The ideas of the Free Software Foundation have never been more important. Not because proprietary software is worse (sometimes) nor because Free Software has become so much better (much!), but because our own systems, our digital home, is where we should all have have a say.
Only principled thinking (in addition to technical function) about our IT will keep the wolves from the door.
iTunes for ebooks
<originally a Webwereld column – in Dutch>
In 1996 I got my first MP3s. Storage was expensive, so I burned files onto CD-ROMs. There were 10 to 12 audio CDs on a CD-ROM. Conversion of an audio CD to a series of MP3s lasted hours using an encoder from the command line. They could only be played on a PC (or a very expensive laptop) so I had no good answer to the frequent question from family and friends: “why do you bother?”. Except that I was confident that bigger hard drives and smaller, cheaper laptops would evolve. I first had an audio PDA in 2000 – with a 256Mb memory card that could hold a few albums. I’ve forgotten what all that has cost, but probably quite a lot.
A year later, Apple came out with iTunes to make it easy to manage digital music collections. The first iPods with graphical software came along soon after, and MP3s were accessible to a wider audience. The result is that virtually all music can be downloaded from somewhere. It is up to the individual whether to pay for it, because downloading is not illegal in many countries and even where it is, there has been little noticeable effect on people’s behavior.
E-books and e-readers
In 2003 I bought a Zaurus PDA on which I could read books. I had those books first as a plain ASCII file on a memory card and there was no real reading app. It worked technically, but not realistically. The iRex e-reader that I bought in 2007 was the first proper device for reading books, although the ease of use and battery life left much to be desired. That first iRex was the equivalent of the first iPod – an expensive gadget with severe limitations. But what was really missing was an iTunes equivalent. A user-friendly piece of software with which non-technical book lovers could manage their collections. There are now many affordable e-readers and also a lot of people read on tablets and smartphones. I read on my own Android phone, which now has replaced my iPod.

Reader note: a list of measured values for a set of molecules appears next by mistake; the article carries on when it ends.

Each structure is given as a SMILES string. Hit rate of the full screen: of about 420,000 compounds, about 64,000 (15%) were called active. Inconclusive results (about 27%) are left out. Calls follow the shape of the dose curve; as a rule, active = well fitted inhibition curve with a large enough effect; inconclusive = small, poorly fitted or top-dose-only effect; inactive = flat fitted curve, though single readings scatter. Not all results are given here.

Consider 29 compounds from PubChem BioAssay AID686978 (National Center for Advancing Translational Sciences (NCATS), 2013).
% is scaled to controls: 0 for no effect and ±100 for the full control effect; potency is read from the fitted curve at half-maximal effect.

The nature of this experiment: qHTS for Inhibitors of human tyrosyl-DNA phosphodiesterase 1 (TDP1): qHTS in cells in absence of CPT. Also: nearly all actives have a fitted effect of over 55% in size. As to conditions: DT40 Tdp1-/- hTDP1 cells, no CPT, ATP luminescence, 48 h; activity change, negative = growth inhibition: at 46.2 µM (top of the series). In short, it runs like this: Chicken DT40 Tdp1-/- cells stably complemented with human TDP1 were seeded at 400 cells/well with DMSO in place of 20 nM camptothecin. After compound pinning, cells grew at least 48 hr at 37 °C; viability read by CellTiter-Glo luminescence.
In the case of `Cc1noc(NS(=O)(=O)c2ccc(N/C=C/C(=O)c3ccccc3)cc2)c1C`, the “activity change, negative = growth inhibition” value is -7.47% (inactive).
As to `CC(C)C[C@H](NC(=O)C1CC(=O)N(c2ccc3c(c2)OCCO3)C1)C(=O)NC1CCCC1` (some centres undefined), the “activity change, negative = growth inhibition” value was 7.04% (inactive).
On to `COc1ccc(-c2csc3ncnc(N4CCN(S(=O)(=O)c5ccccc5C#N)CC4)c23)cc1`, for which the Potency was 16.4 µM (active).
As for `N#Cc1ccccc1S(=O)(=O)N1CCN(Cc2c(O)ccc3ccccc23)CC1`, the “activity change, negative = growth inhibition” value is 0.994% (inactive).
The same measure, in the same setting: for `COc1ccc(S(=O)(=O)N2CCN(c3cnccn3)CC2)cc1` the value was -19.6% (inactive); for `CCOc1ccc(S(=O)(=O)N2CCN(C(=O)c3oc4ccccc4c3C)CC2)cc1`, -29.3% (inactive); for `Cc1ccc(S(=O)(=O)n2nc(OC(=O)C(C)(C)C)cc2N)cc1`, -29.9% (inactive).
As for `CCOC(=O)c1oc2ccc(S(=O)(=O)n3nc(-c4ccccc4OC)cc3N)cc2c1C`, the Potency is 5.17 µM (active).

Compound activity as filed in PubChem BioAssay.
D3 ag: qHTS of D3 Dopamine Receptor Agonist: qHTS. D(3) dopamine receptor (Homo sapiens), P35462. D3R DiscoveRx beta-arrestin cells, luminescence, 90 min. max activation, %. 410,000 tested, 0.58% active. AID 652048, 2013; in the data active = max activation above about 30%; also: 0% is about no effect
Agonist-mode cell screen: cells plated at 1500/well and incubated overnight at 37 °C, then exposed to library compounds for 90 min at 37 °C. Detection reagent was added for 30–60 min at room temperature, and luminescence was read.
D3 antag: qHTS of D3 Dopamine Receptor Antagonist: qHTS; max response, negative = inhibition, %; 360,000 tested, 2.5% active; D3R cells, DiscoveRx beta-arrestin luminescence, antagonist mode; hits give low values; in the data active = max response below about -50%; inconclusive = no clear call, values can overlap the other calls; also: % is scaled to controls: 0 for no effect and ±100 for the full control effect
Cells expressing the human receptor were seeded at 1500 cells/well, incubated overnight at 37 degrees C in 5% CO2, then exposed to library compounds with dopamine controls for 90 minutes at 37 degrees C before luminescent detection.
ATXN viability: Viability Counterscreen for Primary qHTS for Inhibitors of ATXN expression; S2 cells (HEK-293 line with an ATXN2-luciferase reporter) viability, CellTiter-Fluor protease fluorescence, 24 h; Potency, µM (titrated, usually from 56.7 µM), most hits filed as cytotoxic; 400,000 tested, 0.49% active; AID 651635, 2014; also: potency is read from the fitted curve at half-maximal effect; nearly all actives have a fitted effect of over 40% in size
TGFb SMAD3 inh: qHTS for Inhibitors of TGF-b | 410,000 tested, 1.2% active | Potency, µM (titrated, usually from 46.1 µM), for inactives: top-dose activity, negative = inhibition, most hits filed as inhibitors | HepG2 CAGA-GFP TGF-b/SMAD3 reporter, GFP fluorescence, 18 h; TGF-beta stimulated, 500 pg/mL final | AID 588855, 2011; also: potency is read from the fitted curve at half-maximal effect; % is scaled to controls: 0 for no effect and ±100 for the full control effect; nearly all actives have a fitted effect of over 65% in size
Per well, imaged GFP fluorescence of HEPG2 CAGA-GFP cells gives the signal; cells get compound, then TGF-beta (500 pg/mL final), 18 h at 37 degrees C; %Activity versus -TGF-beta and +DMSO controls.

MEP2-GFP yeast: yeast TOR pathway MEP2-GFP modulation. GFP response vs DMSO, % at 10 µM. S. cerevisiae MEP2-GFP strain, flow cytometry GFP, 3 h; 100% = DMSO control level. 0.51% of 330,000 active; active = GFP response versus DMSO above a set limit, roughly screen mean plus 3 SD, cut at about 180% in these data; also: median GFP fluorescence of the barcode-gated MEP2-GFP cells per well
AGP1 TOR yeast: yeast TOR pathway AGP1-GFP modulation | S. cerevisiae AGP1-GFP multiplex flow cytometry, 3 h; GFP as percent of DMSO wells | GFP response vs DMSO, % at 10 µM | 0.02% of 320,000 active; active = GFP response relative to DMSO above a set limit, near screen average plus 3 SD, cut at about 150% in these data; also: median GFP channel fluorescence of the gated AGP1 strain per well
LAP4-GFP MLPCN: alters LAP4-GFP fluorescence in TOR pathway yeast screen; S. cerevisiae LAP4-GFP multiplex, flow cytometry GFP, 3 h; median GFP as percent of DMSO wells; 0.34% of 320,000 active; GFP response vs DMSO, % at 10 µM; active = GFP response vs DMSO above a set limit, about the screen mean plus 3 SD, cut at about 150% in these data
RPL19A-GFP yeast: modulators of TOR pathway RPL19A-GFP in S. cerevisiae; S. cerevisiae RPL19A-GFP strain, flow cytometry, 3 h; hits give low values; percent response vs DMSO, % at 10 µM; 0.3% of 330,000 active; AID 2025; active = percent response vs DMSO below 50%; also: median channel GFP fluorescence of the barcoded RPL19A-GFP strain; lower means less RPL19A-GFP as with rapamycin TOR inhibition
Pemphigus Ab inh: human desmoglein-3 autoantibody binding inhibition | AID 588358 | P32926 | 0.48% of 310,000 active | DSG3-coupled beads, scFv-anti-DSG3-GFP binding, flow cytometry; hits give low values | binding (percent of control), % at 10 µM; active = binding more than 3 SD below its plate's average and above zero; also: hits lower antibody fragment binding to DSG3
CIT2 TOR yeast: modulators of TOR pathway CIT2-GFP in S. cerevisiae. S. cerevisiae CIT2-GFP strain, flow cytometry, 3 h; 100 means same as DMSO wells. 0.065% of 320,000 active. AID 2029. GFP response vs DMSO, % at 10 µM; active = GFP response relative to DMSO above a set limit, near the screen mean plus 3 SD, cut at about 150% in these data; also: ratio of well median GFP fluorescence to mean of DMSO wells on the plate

But the game-changer is the availability of an iTunes equivalent for e-books: Calibre (pronounced Kali-ber). Calibre is a desktop app on Windows, MacOSX and Linux, and brings the management of large collections of e-books within reach of most computer users. As with iTunes books can be sought directly from Calibre, bought at online bookstores, or downloaded from other sources. As a European who travels a lot, I am constantly frustrated by the fragmentation of the market for digital books (‘this e-book is only available in the U.S. and Canada for copyright reasons’). So I order it as a hardcover for the bookshelf and I download the digital version to fit with my 21st century lifestyle.
Calibre is very different from iTunes, in that it is completely open source and designed to serve the interests of the end-user. With Calibre it is therefore easy to convert the DRM e-books to other formats so that they can be read on devices other than those the the seller stipulates. Calibre also has several tools to help share e-books. It is possible to mail books directly from Calibre, which you can programme to individual addresses making the required format conversion. This is useful for friends, fathers and loved ones with a different brand of e-reader from you. It is also possible to export (parts of) your collection in the neutral ePub format or to share your library over a LAN via an integrated Web service.
The scene is set for a repeat of the rise-of-the-mp3-and-fall-of-the-music industry drama: cheap handy readers, software management and conversion, and a global infrastructure to share content. A widespread embrace of e-books will be much faster than MP3s because people have become accustomed to sharing and downloading, and because books are much smaller than music or video files (a novel is about 0.2-1 MB). On a 10 euro USB stick you can fit more books than most people will ever read in their lives. The last year has seen the diversity of books and quality of shared online collections increase dramatically. Just search the name of your favorite author with .torrent and bingo. You can also search for "epub" or "Kindle" and find wonderful collections and discover new authors.
When discussing books over the next 2-3 years we can expect a rehash of all the tired old arguments from the last decade about the digital distribution of music. The outcome of this discussion will probably be the same: ‘industry’ argues vociferously that it is not fair and that nothing more will be written without tough DRM enforcement. The public shrugs and downloads book collections anyway as more writers than ever write more books than ever and make more money than ever.
Discussion and reading
Calibre software, e-readers for less than $100 and The Pirate Bay will probably do more for the availability of books than the 2 Euros per capita the central government is willing to spend. I hope you all enjoy your reading!
For those who wish to pursue discussions on the legal and/or ethical aspects of downloading, I suggest you have a read of my earlier columns on copyright, to avoid repetition of arguments.